Finding his true NFL home is a tricky evaluation too. He won’t be a singular position-guy. Though Michigan State used him as an in-line blocker, he struggles due to a lack of overall size and length and guys are able to get into his pads and control him. Watch him get bulled back here by the ROLB. Tough assignment but it’s not going to be an easier in the NFL and Heyward isn’t suited for that more in-line alignment/responsibility.



He’s not going to be a TE at the next level and he won’t be a full-time runner either. At the Senior Bowl, he largely worked as a fullback and that’s the best home for him. He can – and should – be moved around the formation and offenses need to take advantage of his versatility to wear lots of hats. But he’s a bit-piece of an offense, not the focal point. And is he good enough to warrant teams trying to find ways to get him on the field outside of obvious, goal-line/short-yardage situations? Heyward absolutely offers something in the pass game but when you have high-draft pick receivers and tight ends, how much are you scheming for your 230-pound fullback to get the ball?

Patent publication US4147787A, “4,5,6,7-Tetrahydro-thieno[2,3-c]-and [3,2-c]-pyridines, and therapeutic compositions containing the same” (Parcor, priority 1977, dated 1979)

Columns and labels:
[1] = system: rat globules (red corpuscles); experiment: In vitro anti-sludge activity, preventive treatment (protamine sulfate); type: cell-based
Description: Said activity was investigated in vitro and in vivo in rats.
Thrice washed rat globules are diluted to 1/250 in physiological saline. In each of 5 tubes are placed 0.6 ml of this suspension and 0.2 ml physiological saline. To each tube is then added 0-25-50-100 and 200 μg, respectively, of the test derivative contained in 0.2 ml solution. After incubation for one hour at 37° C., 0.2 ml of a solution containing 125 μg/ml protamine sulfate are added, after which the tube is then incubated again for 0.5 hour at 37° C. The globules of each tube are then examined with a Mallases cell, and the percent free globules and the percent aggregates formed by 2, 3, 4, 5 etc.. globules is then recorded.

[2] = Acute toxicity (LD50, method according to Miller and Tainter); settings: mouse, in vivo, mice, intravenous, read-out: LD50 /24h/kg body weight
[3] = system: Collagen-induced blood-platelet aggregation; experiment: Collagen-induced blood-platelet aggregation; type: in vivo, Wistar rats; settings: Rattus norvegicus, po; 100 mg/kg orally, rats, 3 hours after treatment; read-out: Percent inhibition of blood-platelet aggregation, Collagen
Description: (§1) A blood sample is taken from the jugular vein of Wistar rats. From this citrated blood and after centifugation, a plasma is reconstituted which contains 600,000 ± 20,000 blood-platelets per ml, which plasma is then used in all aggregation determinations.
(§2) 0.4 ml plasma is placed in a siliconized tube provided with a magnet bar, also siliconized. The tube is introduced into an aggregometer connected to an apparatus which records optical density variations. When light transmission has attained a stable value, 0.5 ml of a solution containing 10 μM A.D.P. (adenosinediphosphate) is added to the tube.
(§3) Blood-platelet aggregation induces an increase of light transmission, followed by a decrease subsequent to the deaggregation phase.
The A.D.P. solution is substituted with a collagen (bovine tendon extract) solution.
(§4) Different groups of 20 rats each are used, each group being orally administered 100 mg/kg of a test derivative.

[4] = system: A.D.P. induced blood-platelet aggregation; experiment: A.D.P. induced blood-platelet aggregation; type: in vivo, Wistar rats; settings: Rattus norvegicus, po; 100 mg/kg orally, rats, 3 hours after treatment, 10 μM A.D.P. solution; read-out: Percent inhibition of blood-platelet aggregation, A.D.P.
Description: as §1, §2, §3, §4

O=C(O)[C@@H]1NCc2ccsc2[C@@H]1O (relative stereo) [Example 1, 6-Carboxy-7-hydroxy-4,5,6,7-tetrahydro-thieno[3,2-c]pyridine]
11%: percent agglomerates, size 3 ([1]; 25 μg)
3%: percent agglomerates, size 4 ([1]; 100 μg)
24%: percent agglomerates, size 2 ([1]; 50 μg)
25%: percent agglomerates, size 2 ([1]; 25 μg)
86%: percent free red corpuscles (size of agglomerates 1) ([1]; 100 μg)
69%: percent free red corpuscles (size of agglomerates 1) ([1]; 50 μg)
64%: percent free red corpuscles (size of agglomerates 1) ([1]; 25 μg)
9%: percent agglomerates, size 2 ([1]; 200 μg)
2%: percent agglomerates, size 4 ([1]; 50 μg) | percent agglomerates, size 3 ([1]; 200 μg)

I do like his fit for the Steelers bootleg/rollout offense. And Heyward should make an immediate impact on special teams right away. I think there’s a home for Heyward but he’ll have to scratch and claw to stick on the roster. My NFL comp for him is former Atlanta Falcons’ fullback/running back Jason Snelling, a 7th round pick with a similar build who carved out a seven-year NFL career as a runner, receiver, blocker, and special teamer.

Projection: Late Day Three/Priority UDFA

Depot Draft Grade: 6.3 – End Of Roster/Practice Squad (6th/7th Round)

Games Watched: at Maryland (2018), vs Michigan (2021), vs Pitt (2021), Senior Bowl (2021)